I have not found it easy to comment on the Abbott Government in its first year, partly letting it find its way but increasingly concerned not just by what the government is doing but also by the muddled way opinion has evolved and parliamentary opposition has mumbled, as well as the way some of the press has covered issues... dishonestly.
It seems time to begin to write again.
A decade ago when the Iraq war was young, I concluded a speech (all of which remains relevant) with these words, which I now nail up again as the basis of this blog:
Rage is easy, painting historical parallels is easy.
What is hard is to know where to go from here.
We will have to work out what to do next. This is a collective task in a democracy. Let me venture some broad ideas as a start point:
FIRST: we should be very wary of people of whatever hue who say they have the absolute truth. Not because there is no truth available, but because truth is individual. I hold passionately to my beliefs, you hold passionately to your beliefs. But this is a crowded world now, even here on the south coast, and if we do not put first an ethic of dealing as community with each other at grass roots level, we will never be able to deal sensibly with international issues. Fundamentalisms, fanaticisms, uncompromising pursuit of whatever absolute belief is what will kill us all.
SECOND: We should avoid shallow moral relativism. We do not ask that asylum seekers be treated well because we think they are all bonza blokes. We demand that they be treated decently because we expect this country to maintain decent moral standards generally. We do not want to know that the way our lot torture prisoners isn’t as bad as the other lot’s torturing. We don’t want to know that an unjustifiable war was ok because Saddam was a bad guy and the Iraqis didn’t need him.
We want just international behaviour because there is no boundary between international and domestic behaviour. If we behave unjustly and poisonously abroad, our own society is poisoned and becomes more unjust. Violence abroad feeds into violence at home and in the home.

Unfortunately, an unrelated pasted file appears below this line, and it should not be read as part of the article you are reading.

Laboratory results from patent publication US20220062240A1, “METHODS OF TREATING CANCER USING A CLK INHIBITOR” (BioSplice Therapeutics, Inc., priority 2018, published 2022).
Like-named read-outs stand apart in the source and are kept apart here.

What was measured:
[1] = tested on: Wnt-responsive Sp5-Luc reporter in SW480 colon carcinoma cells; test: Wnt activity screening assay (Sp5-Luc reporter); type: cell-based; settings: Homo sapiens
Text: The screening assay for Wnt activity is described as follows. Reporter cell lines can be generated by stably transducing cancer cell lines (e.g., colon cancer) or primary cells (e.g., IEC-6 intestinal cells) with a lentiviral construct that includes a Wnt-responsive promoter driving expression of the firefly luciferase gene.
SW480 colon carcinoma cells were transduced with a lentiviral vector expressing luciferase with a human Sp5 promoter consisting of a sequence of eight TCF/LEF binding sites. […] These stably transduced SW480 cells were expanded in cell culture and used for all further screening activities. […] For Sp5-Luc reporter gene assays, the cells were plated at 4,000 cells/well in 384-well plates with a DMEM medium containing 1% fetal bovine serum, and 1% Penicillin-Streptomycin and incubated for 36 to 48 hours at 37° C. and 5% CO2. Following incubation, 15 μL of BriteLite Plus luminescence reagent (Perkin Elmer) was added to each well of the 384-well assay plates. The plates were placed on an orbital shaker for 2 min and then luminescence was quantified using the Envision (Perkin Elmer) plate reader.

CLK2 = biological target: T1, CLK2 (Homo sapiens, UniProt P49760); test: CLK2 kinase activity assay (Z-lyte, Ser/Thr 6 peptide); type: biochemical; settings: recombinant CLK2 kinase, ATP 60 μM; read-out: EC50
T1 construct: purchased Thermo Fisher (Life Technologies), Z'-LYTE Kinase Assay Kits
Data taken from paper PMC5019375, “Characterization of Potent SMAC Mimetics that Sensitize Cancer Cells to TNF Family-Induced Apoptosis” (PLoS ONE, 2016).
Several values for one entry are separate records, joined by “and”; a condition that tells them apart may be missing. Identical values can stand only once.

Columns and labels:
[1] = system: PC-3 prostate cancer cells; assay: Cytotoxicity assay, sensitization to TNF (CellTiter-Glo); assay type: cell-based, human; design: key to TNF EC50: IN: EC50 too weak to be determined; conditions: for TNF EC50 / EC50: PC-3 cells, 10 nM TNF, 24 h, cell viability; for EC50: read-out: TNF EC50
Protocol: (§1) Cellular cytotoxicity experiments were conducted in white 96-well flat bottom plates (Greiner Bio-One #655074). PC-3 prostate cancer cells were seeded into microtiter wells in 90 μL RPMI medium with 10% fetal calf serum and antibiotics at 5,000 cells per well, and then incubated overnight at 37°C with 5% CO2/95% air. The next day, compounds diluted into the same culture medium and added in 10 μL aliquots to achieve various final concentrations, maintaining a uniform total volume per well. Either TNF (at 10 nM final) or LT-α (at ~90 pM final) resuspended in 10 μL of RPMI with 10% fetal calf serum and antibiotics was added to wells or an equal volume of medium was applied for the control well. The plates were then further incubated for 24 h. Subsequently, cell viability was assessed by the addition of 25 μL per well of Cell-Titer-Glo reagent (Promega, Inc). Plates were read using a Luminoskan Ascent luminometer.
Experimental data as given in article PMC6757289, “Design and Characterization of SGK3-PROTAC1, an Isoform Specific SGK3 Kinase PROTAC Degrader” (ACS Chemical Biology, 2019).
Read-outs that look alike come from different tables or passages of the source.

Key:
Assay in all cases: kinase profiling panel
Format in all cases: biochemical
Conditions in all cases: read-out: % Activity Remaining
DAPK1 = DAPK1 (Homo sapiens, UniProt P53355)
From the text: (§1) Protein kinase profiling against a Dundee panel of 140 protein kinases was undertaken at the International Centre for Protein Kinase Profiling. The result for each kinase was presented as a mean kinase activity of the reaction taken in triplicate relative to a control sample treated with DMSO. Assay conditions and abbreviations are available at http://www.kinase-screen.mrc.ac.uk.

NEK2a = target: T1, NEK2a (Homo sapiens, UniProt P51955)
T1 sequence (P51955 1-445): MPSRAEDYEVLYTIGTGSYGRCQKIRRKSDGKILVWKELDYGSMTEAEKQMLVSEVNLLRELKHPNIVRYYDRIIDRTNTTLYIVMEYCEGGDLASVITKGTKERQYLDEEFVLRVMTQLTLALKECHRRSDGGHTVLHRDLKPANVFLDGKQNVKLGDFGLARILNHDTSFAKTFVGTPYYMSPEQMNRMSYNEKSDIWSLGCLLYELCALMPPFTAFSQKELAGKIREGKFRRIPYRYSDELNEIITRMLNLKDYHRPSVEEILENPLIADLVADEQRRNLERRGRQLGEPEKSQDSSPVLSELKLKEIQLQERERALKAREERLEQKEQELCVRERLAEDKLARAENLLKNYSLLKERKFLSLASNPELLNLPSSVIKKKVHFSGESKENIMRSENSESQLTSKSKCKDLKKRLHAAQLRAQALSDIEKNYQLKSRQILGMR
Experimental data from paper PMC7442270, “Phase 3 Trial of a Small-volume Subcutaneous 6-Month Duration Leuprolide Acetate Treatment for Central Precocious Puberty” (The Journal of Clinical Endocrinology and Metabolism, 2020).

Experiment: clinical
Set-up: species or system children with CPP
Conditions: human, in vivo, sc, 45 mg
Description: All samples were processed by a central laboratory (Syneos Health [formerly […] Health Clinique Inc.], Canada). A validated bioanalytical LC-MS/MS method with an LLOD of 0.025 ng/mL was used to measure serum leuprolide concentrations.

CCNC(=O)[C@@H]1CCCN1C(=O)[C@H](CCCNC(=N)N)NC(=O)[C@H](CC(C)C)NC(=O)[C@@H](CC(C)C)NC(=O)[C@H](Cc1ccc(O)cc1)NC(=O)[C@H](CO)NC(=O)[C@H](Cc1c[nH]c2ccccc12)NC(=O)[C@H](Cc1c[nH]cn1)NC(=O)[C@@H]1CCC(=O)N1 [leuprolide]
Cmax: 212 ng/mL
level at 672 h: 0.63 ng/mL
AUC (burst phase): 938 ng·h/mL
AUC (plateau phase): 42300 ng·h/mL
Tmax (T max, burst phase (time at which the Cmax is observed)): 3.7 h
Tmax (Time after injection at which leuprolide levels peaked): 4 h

THIRD: We deny that an alliance demands acquiescence. We decline to accept that two or three democracies can, as allies, embark on international adventures which defy any democratic principle, which impose will, which are narrowly military in their design and perspective, without poisoning our democracies at home. But we can’t just blame the Americans if they think the natural perpetual Australian stance is that of toadying. There are other ways to conduct an alliance relationship, as a wise and sensible and steadying friend. If such an approach were rejected by our major ally, then what value is the alliance?
FOURTH: We ask that the cost of war fighting be compared with the costs of doing things to alleviate conditions in the Third World and doing things in the developed world to reduce our gross consumption of resources — that people try to find their way back to sanity. How can it be smarter to fight and fight and re-equip fighting forces, while holding it to be too hard, too risky, too wasteful to resolve the problems of Third World debt and industrial world resource consumption. Why do we point to the risk of waste in generous policies, while being extravagantly wasteful in military matters?
FIFTH: We do no deny that there are evil men in terrorist movements, but we ask for understanding that the so-called War on Terrorism will increase the number of terrorists and increase their vividly imaginative ways of stirring us up.
SIXTH: In the present climate, the Moslem community has been under attack. If you do not have Moslem neighbours at whom to smile, I commend to you that you seek opportunity to do something practical. When I go to Sydney, I like to visit Lakemba, just to be a smiling face and to do ordinary things like shop and bring custom and fair dealing to this community. The coffee, the food, the ice creams are well worth the visit. Take an interest. Browse the bookshops...We are here because we reject racism and despise racial hatred. Often though, we are shy of taking steps to advance this abstract notion to practical affirmation. Let’s not be shy about extending a friendly hand.
FINALLY: We all know that we live in troubled times. It is not easy to see the way forward. It is easy to create fear of threats to security at all levels, to sell people insurance, to sell legal services, to sell home security, to sell a national security policy based on fear and suspicion. We are told a lie when we are told that if we do not accept this fear-based national security policy we are being isolationist. Nothing could be further from the truth. We believe that a national security policy can be based on a constructive international policy — policy not focussed on fighting but on building a more constructive world.
The irony of the demand for us to conform to the narrow fear-based international policy is that it reflects fear on the part of political leaders of thinking more openly about the world. They are indeed like the politicians and generals of WW1 who fed a generation into the mincer of war because they feared looking and listening, they feared thinking, they feared learning.
We are at a hinge point in world history now, a rare privilege.
Now is a time and a chance for innovative policy, delivering at home as well as abroad a strengthening of democracy and community spirit, and perhaps even a return to trust in government.
Without that, we will continue to fight each other. We are a rich and lucky country, we have no right to be mean spirited.